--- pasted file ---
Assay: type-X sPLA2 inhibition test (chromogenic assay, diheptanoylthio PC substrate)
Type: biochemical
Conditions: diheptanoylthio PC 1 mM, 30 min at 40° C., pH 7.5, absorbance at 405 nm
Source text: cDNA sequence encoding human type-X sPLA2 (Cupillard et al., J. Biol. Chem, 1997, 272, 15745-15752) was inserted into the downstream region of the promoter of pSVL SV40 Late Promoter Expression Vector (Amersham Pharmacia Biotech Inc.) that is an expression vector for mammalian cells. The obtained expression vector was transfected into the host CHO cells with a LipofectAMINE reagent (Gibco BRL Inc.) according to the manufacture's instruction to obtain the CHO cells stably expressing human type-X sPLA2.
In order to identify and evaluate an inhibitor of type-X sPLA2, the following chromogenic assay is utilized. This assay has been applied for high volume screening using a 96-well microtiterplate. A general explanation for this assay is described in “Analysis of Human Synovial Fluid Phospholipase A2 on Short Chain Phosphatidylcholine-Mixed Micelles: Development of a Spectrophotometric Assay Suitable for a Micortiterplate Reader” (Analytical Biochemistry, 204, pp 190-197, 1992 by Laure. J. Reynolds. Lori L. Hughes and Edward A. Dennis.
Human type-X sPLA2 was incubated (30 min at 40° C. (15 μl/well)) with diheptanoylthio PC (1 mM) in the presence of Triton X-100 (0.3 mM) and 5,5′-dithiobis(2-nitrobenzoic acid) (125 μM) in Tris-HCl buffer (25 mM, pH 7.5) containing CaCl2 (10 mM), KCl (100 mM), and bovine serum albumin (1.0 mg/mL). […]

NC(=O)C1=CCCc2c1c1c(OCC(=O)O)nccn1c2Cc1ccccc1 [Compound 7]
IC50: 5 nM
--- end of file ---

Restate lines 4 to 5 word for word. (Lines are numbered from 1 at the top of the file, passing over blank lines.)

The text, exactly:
Source text: cDNA sequence encoding human type-X sPLA2 (Cupillard et al., J. Biol. Chem, 1997, 272, 15745-15752) was inserted into the downstream region of the promoter of pSVL SV40 Late Promoter Expression Vector (Amersham Pharmacia Biotech Inc.) that is an expression vector for mammalian cells. The obtained expression vector was transfected into the host CHO cells with a LipofectAMINE reagent (Gibco BRL Inc.) according to the manufacture's instruction to obtain the CHO cells stably expressing human type-X sPLA2.
In order to identify and evaluate an inhibitor of type-X sPLA2, the following chromogenic assay is utilized. This assay has been applied for high volume screening using a 96-well microtiterplate. A general explanation for this assay is described in “Analysis of Human Synovial Fluid Phospholipase A2 on Short Chain Phosphatidylcholine-Mixed Micelles: Development of a Spectrophotometric Assay Suitable for a Micortiterplate Reader” (Analytical Biochemistry, 204, pp 190-197, 1992 by Laure. J. Reynolds. Lori L. Hughes and Edward A. Dennis.